Dominant personality characteristics:

  • Prefer to make decisions quickly and like to be seen as decisive.
  • Like to set schedules and deadlines.
  • Like to complete projects.
  • Negotiate from fixed positions and are sometimes dogmatic.
  • Focus discussions on content.
  • Like meetings to reach a conclusion.
  • Believe time is a fixed resource and deadlines are important.

Perceiver Personality

woman resting legs up

A perceiver likes to take their time when making a decision, and so they appreciate being allowed to reflect upon something first before making a firm commitment to it.

Perceivers prefer to hold off making decisions until they absolutely have to make them. They prefer to keep their options open, and take their time picking the best option that’s right for them.

Perceivers therefore work best when they can be flexible with time, and are not rushed or put under pressure. As a result, they don’t mind following a leader who will make decisions for them.

Unlike the judger, the perceiver tends not to be very organized and likes to do things in their own leisurely style.

Judgers make up about 60% of the population.

Dominant personality characteristics:

  • Likes to keep options open and may procrastinate.
  • Feels restricted by schedules and deadlines.
  • Prefers to start projects rather than complete them.
  • Is flexible about positions and can sometimes be seen as “wishy-washy”.
  • Focuses discussions on process.
  • Is happy for meetings to remain inconclusive.
  • Believes time is renewable and deadlines are elastic.

Summary Of The Four Personality Scales

Below is a quick summary of each of the four Meyers-Briggs personality scales:

Energized by:

ExtrovertsTalk first, think later.

IntrovertsReflect silently before talking.

Pay attention to:

SensorsWant details and specifics.

Intuitives: See the big picture.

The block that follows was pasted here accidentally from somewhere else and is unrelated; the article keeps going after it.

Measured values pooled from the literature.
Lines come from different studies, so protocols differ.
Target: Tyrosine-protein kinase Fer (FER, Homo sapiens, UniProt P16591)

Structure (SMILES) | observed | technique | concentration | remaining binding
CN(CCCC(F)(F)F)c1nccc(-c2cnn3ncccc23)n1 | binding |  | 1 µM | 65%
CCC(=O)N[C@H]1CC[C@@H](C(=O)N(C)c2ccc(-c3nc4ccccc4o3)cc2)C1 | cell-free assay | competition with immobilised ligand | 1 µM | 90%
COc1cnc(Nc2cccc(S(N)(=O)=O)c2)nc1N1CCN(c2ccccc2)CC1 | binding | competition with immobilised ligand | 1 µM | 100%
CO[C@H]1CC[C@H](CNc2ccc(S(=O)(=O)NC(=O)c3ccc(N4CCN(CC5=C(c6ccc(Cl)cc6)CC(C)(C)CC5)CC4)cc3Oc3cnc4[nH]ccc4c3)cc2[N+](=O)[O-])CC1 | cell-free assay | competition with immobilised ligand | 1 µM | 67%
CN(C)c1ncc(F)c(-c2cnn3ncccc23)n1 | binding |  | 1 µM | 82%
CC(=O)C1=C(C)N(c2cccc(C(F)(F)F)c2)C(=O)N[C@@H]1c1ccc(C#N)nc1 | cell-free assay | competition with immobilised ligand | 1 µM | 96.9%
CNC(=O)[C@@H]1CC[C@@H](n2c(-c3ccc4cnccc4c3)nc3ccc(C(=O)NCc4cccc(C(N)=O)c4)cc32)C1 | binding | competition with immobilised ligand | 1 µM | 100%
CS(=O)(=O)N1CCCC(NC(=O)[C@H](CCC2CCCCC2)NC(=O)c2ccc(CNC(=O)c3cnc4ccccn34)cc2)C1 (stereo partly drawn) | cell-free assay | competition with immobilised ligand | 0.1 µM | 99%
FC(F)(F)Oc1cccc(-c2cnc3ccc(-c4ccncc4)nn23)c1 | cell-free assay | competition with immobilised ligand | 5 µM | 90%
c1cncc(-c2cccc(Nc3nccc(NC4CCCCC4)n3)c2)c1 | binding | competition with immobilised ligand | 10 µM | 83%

Make decisions by:

ThinkersWeigh facts and evidence.

FeelersValue emotions and feelings.

Resolve issues by:

JudgersDecide quickly.

PerceiversKeep options open.


The following videos provide some very useful information on the four scales that we have just reviewed. Although the audio isn’t great on them, you may find the videos helpful if you require more detailed information than what has been provided.

Scale 1 – Energized By

Myers Briggs – Extraversion & Introversion (Part 1 of 2)

Myers Briggs – Extraversion & Introversion (Part 2 of 2)

Scale 2 – Pay Attention To

Myers Briggs – Sensing & Intuition

Scales 3&4 – Make Decisions/Resolve Issues By

Myers Briggs Thinking & Feeling, Judging & Perceiving (Part 1 of 2)

Myers Briggs Thinking & Feeling, Judging & Perceiving (Part 2 of 2)

Now that you are familiar with the scales of the Myers-Briggs type indicator, let’s have a look at how they can be used to make you a more persuasive person.

Persuading Different Personalities

Now that you are aware of the different types of personality traits that a person can have, the next step is to use that information in order to make you a more persuasive person.

With practice, this information can help you to communicate more effectively with others and increase your chances of getting someone to do what you want them to.

man hitting man over hand